You are everyone you have ever met

I have been thinking about this one theory for a while. It’s an abstraction born out of questions like who am I? How do I define myself? What’s my identity? How do my relationships in life affect my identity?

This theory comes from the idea of how we can never introduce ourselves irrespective of the rest of the universe. For example, If I were to introduce myself to an alien (who has no sense of any concept man has created to identify things), it would be something like this: I am Aditi. What is an Aditi? It’s a name. what is a name? Something you call a person by. What is a person? A Homo Sapien. What is a homo sapien? A species on earth. What’s the earth? A planet in the solar system. What’s a solar system? A system of planets orbiting around the sun. What’s the sun? A star in the milky way galaxy. What’s a galaxy? A cluster of galactical systems in the universe. And this could go on and on infinitely.

How we define ourselves and the labels we give to our relationships with other humans are made up by us as a society. For this reason, I chose to use an example of introducing myself to an alien. Because my theory is about our identity notwithstanding the concept of identity society usually uses on a surface level.

I attempted to illustrate my theory as to articulate it better –

So here it goes: The drawing above is you, your being, your mind, your personality, or basically whatever identifies you as you. And every single part of you is a person you have met since the second you were born. Your mother, father, brother, teacher, friend, or anyone you shared a meaningful connection with. Everyone has taught you something and shaped the totality of your being. This goes hand in hand with the saying that your experiences make you who you are because people are experiences! Notice how these small parts differ in shape and size. That’s the dynamic of how much these people have made you who you are. People with a larger part are the ones you love the most, and generally the hardest to let go. And that’s why you have to heal when a person, a bigger part of you, is gone. Therefore, certain people matter to you more than others: why you miss a friend you haven’t seen for 2 days but you can relatively easily go without seeing a family member for a week.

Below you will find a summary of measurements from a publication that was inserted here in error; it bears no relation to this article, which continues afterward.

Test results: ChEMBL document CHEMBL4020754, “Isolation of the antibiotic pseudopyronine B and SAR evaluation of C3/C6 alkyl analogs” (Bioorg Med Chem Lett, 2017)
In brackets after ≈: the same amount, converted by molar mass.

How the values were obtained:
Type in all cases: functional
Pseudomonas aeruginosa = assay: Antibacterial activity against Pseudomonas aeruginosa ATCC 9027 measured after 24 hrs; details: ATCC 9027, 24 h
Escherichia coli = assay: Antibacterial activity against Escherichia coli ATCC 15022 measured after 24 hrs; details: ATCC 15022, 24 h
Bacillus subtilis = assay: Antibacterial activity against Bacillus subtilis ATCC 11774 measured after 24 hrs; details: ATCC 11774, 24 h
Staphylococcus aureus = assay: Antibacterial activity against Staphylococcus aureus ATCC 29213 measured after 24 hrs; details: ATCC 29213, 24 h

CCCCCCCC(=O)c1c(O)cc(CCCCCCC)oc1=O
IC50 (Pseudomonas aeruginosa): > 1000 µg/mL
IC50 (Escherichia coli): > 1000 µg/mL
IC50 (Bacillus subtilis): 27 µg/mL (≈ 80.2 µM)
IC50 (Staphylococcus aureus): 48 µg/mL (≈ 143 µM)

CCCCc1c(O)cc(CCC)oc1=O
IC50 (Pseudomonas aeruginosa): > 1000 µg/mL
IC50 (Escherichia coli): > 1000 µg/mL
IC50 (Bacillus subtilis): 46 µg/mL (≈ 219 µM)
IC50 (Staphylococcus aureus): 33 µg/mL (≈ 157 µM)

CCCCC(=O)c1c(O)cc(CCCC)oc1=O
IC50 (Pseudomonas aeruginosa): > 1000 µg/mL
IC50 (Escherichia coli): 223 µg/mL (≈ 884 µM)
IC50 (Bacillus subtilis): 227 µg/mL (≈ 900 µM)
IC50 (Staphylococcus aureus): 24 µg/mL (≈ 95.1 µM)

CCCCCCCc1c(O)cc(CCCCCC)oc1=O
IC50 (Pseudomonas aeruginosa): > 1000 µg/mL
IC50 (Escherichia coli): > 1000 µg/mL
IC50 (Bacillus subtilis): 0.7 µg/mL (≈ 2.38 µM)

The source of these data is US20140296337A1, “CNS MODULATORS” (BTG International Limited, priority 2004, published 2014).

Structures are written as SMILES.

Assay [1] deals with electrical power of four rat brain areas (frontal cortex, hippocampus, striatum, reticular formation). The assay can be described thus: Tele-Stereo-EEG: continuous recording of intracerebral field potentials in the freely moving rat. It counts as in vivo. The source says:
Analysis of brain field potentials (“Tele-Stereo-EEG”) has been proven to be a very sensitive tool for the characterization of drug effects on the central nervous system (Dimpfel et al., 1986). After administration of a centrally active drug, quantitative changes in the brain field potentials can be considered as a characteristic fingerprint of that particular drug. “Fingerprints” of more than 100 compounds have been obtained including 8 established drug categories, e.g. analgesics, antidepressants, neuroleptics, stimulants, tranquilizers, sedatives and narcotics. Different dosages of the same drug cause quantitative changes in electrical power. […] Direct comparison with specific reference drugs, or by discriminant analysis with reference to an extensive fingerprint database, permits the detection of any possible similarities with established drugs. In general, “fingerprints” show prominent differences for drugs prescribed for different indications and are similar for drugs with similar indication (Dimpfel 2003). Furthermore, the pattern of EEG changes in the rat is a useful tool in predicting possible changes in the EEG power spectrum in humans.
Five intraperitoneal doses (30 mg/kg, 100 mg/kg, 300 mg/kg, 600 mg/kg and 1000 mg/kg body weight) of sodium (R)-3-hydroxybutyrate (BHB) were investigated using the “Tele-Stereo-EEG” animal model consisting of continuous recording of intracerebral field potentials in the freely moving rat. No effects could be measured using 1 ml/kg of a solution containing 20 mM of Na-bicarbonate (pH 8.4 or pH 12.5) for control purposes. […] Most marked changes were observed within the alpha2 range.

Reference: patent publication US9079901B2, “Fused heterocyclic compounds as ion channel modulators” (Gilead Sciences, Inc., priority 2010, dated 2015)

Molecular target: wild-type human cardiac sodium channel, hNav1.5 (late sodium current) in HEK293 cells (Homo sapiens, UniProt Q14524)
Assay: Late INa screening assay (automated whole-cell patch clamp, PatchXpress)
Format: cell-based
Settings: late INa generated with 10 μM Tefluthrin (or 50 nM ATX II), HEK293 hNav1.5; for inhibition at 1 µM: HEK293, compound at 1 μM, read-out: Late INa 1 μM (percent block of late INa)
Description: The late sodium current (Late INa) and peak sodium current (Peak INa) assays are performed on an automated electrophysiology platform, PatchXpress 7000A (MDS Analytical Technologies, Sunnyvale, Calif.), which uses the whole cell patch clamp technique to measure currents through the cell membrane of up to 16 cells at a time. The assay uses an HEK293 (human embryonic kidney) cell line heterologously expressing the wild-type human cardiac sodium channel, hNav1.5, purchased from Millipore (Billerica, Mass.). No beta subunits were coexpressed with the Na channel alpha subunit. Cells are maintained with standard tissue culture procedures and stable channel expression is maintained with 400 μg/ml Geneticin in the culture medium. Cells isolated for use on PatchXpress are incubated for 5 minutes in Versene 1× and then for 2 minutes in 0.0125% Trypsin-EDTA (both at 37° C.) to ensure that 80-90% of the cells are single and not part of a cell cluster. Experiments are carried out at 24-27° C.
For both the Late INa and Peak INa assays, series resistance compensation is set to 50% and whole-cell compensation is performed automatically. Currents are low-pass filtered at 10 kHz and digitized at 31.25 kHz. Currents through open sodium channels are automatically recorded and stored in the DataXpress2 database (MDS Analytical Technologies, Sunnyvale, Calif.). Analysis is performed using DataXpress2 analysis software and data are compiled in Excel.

This might just make you appreciate the relationships in your life better or it might make you question them all till no end. This theory is obviously, like most theories, imperfect. It might have some strong counterarguments which may make it all fallacious. But that doesn’t mean we should stop ruminating.




Free thinker | Economics at University of Nottingham |

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Aditi Solanki

Aditi Solanki

Free thinker | Economics at University of Nottingham |

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